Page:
how it all started
Omega Psi Phi Fraternity, Inc. is the first international fraternal organization founded on the campus of a historically black college.
On the evening of November 17, 1911, Omega Psi Phi was founded inside the Science Building (later renamed Thirkield Hall) at Howard University located in Washington, D.C. The founders were three undergraduates — Edgar Amos Love, Oscar James Cooper and Frank Coleman. Joining them was their faculty adviser, Ernest Everett Just.
From the initials of the Greek phrase meaning, “friendship is essential to the soul“, the name Omega Psi Phi was derived. That phrase was selected as the motto.
Manhood, Scholarship, Perseverance and Uplift were adopted as Cardinal Principles.
On November 23, 1911, Edgar A. Love became the first Grand Basileus (National President). Oscar J. Cooper and Frank Coleman were selected to be the Grand Keeper of the Records (National Secretary) and Grand Keeper of Seals (National Treasurer), respectively. Eleven undergraduate men were selected to become the charter members.
Alpha chapter was organized with fourteen charter members on December 15, 1911. Brothers Edgar A. Love, Oscar J. Cooper and Frank Coleman were elected the chapter’s first Basileus, Keeper of Records, and Keeper of Seals, respectively.
Brother Cooper became the fraternity’s second Grand Basileus in 1912 and authorized the investigation of establishing a second chapter on the campus of Lincoln University located in Pennsylvania.
Brother Love was elected as the third Grand Basileus in 1912 and served until 1915. In 1912, Howard University officials did not initially recognize the fraternity as a national organization and Omega Psi Phi’s leadership refused to accept limited recognition. As a result, the fraternity operated without official sanction, until the university withdrew its opposition in 1914, the same year Beta chapter was chartered at Lincoln University.
Omega Psi Phi was incorporated under the laws of the District of Columbia on October 28, 1914. Brother George E. Hall, the fourth Grand Basileus, authorized the establishment of Gamma chapter in Boston.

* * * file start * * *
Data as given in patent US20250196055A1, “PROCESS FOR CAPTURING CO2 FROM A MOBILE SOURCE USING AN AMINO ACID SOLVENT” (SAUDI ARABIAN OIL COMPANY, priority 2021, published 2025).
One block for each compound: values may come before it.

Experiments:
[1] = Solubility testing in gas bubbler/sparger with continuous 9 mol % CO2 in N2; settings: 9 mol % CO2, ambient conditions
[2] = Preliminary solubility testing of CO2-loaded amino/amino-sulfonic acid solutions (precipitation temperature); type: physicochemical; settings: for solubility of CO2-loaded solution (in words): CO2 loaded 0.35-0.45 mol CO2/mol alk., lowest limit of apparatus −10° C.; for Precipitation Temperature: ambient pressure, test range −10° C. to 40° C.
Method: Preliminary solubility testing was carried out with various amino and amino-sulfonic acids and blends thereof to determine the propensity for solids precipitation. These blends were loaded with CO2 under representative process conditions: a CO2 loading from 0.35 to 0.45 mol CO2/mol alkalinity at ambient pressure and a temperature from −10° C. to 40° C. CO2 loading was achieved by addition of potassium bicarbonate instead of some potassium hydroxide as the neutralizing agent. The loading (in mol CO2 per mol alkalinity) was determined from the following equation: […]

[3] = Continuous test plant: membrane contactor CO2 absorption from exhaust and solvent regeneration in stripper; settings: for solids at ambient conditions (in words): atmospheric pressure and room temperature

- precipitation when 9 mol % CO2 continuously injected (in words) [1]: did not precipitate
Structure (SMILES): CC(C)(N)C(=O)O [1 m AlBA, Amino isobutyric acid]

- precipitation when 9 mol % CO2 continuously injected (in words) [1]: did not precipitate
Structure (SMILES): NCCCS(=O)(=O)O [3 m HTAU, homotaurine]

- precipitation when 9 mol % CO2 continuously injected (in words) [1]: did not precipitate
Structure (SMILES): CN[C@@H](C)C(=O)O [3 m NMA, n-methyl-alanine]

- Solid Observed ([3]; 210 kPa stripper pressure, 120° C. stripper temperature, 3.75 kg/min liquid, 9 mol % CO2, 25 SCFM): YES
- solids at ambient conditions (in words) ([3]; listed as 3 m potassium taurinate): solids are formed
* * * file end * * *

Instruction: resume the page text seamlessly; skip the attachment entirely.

Brother Clarence F. Holmes served as Omega’s sixth Grand Basileus. Under his leadership, the fraternity’s first official hymn, “Omega Men Draw Nigh,” was written by Otto Bohannon.
Omega played a vital role when the United States entered World War I in 1917 by having several brothers in the first class of black soldiers graduate from Camp Fort Des Moines, a military training facility located in Iowa. Several Omegas, including Campbell C. Johnson, John Purnell and founders Frank Coleman and Edgar A. Love are among its graduates.
A year later in 1918, retired Colonel Charles Young, rode 500 miles on horseback, from Wilberforce, Ohio, to the nation’s capital, to show he was always fit for duty.
Stanley Douglas served as editor to the first Oracle which was published in the spring of 1919.
In 1919, Raymond G. Robinson, the seventh Grand Basileus, established Delta chapter on the campus of Meharry Medical School which is located in Nashville, Tennessee.
Stanley Douglas served as Editor of the Oracle which was first published in the spring of 1919. When Robinson left office in 1920 there were ten chapters in operation.
Harold H. Thomas, the eighth Grand Basileus, was elected at the Nashville Grand Conclave in 1920.
During this Conclave, Carter G. Woodson inspired the establishment of National Achievement Week to promote the study of Negro life and history.
The Atlanta Grand Conclave in 1921 brought an end the fraternity’s first decade.
Omega built a strong and effective force of men dedicated to its cardinal principles of manhood, scholarship, perseverance, and uplift.